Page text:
Owens, M. (2000), "Management across Cultures: Insights from Fiction and Practice", International Journal of Manpower, Vol. 21 No. 2, pp. 141-147. https://doi.org/10.1108/ijm.2000.21.2.141.2
Emerald Group Publishing Limited
Copyright © 2000, MCB UP Limited
Managers interested in acquiring international experience would find this book appealing. The fictional stories give the reader a taste of experiences and feelings one would encounter in actual cross‐cultural situations. Applicable and useful managerial insights are summarized within the short business articles.
Theory states that adults need experiences to learn. The fictional stories by Mark Twain, Rudyard Kipling, Paul Theroux, Gabriel Garcia Marquez, and Augusto Monterroso provide these experiences. Some of the stories are humorous and interesting while others are disturbing, as cross‐cultural experiences can often be. Emotions can be triggered because of the differences in values across cultures. These short stories help the reader tap into deeper insights about cultural differences in experiential ways. They also ensure that the reading of this 442 page book is more than just an intellectual exercise.
Section one contains theory and fiction on making sense of the cross‐cultural experience. Initial confusion, learning the language, family adjustment to a new culture, re‐entry and managerial insights are covered. This section is well thought out. Especially enjoyable is Mark Twain’s essay on “The awful German language” which explores the difficulties of learning a new language, in a tongue‐in‐cheek manner. Another informative article is “Serving two masters: a study in expatriate allegiance”. It illustrates the necessity and difficulty of being loyal to two offices for the success of the business venture.
Some differences in the meaning of work, personal values, power, authority, status, and hierarchy across cultures are outlined in the second section of this book. The fictional stories combined with a small amount of theory leaves the reader confused. A deeper look at the theory would facilitate a stronger integration of the experiential material. However, the redeeming part of this section is the insight in managing across cultures in China, Hong Kong, Taiwan, Western Europe, Africa, Mexico and Russia. These articles are very helpful and informative. Cross‐cultural managers or workers in these countries would especially benefit from these summaries.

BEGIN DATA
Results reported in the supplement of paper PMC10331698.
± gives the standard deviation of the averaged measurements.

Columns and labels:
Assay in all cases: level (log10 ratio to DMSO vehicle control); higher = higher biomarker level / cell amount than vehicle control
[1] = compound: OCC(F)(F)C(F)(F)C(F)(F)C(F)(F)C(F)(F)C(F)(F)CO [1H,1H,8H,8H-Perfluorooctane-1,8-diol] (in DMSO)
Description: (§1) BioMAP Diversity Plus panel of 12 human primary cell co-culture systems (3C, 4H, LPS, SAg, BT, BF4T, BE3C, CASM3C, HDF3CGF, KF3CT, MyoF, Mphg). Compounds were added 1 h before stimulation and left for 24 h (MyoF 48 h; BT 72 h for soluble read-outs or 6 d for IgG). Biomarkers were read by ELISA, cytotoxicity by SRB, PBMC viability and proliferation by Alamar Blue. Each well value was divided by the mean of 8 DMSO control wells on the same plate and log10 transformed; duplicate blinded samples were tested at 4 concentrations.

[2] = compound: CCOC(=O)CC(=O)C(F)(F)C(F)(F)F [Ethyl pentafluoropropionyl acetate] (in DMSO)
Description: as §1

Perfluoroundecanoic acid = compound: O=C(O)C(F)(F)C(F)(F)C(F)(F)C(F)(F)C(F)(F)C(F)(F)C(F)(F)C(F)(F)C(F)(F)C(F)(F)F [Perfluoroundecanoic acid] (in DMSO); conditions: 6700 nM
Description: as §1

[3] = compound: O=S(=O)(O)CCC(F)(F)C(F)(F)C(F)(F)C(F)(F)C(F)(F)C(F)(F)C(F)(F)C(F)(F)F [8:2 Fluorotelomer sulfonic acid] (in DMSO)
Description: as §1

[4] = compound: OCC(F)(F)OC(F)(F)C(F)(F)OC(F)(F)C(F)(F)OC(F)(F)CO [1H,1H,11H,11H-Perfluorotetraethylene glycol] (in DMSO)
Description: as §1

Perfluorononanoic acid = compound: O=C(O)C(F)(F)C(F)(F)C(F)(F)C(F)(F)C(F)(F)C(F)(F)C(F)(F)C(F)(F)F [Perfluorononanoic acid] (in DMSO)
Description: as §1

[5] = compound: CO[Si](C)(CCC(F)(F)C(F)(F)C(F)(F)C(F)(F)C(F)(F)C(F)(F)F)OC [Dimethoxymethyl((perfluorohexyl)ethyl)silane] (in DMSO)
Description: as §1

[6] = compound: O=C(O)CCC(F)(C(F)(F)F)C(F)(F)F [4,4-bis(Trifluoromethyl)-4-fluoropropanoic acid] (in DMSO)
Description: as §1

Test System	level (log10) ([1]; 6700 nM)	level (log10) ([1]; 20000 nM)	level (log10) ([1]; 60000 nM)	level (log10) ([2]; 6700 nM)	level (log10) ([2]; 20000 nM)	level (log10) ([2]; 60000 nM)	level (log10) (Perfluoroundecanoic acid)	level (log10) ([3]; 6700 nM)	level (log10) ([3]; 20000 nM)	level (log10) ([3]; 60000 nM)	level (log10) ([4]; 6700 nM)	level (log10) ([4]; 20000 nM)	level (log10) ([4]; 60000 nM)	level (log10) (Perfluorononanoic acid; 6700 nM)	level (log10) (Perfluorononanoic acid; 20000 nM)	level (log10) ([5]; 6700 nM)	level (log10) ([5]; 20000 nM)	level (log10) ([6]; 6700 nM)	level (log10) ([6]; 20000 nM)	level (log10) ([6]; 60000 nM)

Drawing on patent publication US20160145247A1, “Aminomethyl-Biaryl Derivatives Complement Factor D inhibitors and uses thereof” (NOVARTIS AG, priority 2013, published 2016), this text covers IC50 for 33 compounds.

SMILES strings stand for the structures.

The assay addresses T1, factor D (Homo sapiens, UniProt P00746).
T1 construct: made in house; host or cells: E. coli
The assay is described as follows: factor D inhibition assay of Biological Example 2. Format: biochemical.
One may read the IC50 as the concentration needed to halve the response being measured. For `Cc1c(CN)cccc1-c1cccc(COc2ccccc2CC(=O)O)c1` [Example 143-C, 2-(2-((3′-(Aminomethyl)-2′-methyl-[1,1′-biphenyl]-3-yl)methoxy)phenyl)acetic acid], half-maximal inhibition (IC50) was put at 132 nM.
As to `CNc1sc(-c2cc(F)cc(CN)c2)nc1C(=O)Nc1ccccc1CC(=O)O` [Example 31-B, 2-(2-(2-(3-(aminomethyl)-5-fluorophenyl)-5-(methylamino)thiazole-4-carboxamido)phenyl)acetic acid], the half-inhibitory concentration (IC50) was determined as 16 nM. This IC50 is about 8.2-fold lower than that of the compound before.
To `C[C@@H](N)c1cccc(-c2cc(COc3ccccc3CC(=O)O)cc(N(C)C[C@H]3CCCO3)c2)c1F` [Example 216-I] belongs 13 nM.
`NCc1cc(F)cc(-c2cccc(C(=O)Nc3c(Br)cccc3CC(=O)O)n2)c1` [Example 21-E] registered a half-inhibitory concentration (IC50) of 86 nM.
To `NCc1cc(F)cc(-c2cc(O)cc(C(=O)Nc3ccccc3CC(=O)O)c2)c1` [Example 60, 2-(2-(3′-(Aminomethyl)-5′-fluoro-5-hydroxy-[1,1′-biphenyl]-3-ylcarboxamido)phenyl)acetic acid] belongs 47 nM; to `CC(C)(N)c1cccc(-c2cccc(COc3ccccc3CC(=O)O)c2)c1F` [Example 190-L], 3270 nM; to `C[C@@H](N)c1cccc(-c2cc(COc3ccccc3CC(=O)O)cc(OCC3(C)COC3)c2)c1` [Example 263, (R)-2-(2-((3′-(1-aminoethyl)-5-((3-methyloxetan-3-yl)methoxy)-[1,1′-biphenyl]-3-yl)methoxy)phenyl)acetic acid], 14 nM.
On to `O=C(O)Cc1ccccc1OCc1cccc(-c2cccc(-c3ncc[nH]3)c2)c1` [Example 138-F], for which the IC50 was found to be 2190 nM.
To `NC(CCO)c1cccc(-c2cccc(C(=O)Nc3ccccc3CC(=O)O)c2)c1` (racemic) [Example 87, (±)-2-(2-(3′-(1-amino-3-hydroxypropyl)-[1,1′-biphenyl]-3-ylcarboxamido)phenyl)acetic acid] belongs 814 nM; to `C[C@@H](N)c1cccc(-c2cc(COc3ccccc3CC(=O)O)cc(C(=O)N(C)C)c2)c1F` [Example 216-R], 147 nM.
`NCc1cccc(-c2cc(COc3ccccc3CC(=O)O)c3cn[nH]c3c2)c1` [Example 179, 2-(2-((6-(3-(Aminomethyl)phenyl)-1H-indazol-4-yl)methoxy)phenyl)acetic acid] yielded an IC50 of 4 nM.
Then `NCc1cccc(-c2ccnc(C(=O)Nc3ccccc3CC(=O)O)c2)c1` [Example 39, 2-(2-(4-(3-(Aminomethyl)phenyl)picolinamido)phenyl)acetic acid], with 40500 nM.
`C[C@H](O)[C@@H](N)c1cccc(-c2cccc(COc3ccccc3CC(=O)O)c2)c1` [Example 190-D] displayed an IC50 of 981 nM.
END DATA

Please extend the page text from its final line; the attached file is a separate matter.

The final section looks at managing globally across cultures with sections on ethics, cultures in contact, cultures in change, and managerial insights. Most of the articles in the managerial insights section are very useful and informative. “Resolving cross‐cultural ethical conflict: exploring alternative strategies” is a thorough article that provides a useable framework for resolving ethical dilemmas. “Negotiating with ‘Romans”’ provides eight strategies for effective negotiations ensuring both sides perceive that the interaction process makes sense. Two other noteworthy articles are “Managing globally competent people” and “Creating a high performance team”.
Overall, this is a worthwhile book to read and own. The fictional stories help managers develop their cross‐cultural awareness and sensitivity skills. The business articles are practical references to accompany managers on their international business assignments.